10 Ways Robotic Automation Is Transforming Machining and Manufacturing

10 Ways Robotic Automation Is Transforming Machining and Manufacturing

For several years now, the role of robotic automation has been changing rapidly, and has become a far cry from the simple robots which would perform repetitive motions on an assembly line in factories. Because of the enormous potential offered by robotic automation, it continues to be an area of intense research and experimentation, which in turn has provided numerous opportunities for achieving additional benefits in manufacturing and machining. Operating both on a standalone basis and in collaboration with humans, robots are achieving a great deal these days, and the potential to achieve even greater things is on the horizon. Here are some of the most notable achievements of robotic automation.

Automation is simplified by redeploying robots

Between collaborative robots and fixed industrial robots, are a third type of robots known as redeployables, which are mounted on platforms that allow them to move easily between machines. This kind of versatility extends their usefulness and saves a great deal of time on installation.

Greater interconnection between automated systems

As recently demonstrated, it is no longer necessary to install a fixed track for automated vehicles in a factory setting. A smart, self-guided vehicle can pick up parts being loaded by one robot, navigate its way around people and other obstacles, and deliver them to an unloading robot somewhere else in the factory.

Robotic automation works well with 3-D printing

One of the most essential components of any automated robot is its gripper, and 3-D printing provides an excellent way to produce customized grippers efficiently and quickly.

Machining manufacturers are adapting to robots

Add-on automation modules are being developed by manufacturers to accommodate having a robot enter through one end of a grinding machine. Doors are still made available for an operator, but a separate access is provided for robots to allow for temperature control and greater safety.

China is a world leader in robotic automation

The government of China has made an intentional and massive effort to emphasize robotic automation technology in that country. Wherever it is possible to use robotic automation, China is attempting to implement the technology, so as to advance its efforts toward modernizing manufacturing methods.

Robotic automation does not replace human labor

In years past, it was common for people to think that robots would replace human labor to a great extent. That thinking has now been altered, and it is quickly becoming understood that robotic automation, especially in the form of collaborative robots, can be a tremendous complement to human labor rather than a replacement for it.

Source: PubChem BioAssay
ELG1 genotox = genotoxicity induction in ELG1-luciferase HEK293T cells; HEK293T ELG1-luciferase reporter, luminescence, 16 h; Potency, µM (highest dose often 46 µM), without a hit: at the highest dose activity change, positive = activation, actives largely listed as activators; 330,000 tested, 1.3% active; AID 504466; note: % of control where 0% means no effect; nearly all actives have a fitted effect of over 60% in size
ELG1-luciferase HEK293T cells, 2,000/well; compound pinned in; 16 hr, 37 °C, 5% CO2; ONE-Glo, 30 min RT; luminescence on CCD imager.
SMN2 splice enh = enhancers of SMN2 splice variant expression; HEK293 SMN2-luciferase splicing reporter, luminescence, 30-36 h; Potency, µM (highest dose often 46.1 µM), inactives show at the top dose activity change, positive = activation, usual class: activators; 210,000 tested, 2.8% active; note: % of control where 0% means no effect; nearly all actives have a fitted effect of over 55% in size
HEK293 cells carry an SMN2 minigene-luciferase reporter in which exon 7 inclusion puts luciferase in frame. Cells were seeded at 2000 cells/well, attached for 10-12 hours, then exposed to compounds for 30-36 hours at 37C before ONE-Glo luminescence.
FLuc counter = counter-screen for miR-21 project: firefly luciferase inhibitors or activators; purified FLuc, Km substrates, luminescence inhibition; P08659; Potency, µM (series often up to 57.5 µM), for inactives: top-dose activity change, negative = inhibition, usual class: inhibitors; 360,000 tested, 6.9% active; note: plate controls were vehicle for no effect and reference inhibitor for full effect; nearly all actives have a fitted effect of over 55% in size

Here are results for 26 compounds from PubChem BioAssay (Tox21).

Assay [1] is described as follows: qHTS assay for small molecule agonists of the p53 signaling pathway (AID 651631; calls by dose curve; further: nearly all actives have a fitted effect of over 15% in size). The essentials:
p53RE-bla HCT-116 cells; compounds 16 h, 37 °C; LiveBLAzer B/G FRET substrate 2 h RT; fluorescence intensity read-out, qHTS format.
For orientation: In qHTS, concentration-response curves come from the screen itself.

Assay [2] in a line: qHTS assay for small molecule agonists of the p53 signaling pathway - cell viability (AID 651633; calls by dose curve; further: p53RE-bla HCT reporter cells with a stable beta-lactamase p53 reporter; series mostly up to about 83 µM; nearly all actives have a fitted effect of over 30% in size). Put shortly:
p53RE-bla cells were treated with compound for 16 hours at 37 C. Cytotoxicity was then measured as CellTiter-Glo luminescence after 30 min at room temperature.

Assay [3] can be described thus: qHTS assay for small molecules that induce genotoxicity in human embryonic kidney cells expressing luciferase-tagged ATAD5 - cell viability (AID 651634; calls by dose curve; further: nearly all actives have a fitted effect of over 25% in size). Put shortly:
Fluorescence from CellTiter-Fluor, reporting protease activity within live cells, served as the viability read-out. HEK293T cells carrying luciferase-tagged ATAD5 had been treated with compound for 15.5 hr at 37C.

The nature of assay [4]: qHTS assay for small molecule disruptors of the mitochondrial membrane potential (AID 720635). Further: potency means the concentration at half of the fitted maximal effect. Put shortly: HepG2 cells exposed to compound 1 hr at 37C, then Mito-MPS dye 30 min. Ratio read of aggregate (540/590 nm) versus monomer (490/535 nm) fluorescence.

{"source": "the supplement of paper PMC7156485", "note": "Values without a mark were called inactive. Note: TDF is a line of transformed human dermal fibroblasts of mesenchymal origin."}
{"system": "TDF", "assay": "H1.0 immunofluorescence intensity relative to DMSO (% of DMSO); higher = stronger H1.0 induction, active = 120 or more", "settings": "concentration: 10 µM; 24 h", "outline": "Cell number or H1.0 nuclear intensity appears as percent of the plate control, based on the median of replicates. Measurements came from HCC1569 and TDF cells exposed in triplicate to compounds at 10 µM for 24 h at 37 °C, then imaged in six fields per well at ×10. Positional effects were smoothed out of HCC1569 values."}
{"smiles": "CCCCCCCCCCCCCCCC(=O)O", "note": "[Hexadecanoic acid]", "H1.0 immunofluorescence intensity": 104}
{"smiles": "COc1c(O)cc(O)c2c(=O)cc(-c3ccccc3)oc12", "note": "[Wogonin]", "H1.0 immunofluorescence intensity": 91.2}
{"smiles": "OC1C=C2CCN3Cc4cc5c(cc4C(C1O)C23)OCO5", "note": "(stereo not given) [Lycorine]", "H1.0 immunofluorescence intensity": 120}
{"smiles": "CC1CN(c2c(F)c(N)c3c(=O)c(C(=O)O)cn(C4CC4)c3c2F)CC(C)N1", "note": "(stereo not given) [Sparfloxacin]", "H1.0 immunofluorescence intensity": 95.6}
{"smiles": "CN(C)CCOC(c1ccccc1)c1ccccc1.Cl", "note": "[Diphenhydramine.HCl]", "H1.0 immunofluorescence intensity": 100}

Collaborative robots are reviving old machines

Older machines which have previously been considered lower-performing tools or machines, are finding new uses when combined with inexpensive collaborative robots. Without the need to supply any kind of integration, programmed actions of collaborative robots can automate the usage of older machines, so they can add value to the manufacturing process again.

Robots can be used for inspections

One of the repetitive actions which can be performed by robots is inspections of all types. All that’s really necessary is programming a robot to perform all the necessary inspection points, and to detect any variations from standards provided. These types of inspections can be even more accurate than those performed by human counterparts.

Tight spaces can be addressed by robotic automation

Robots can be programmed to operate in very tight spaces in a factory setting when it is necessary, and this can be extremely valuable, since human labor would be much more difficult in such cases. 3-D printing has been found to be very useful in prototyping the complex motions required by robotic automation in tight spaces.

Robots are creating the need for human labor

In an ironic turn of events, the increased usage of robotic automation is driving the need for creating additional positions for humans. Robot coordinators are needed in all those facilities where multiple robots, or robotic automation, are employed for manufacturing and machining purposes.

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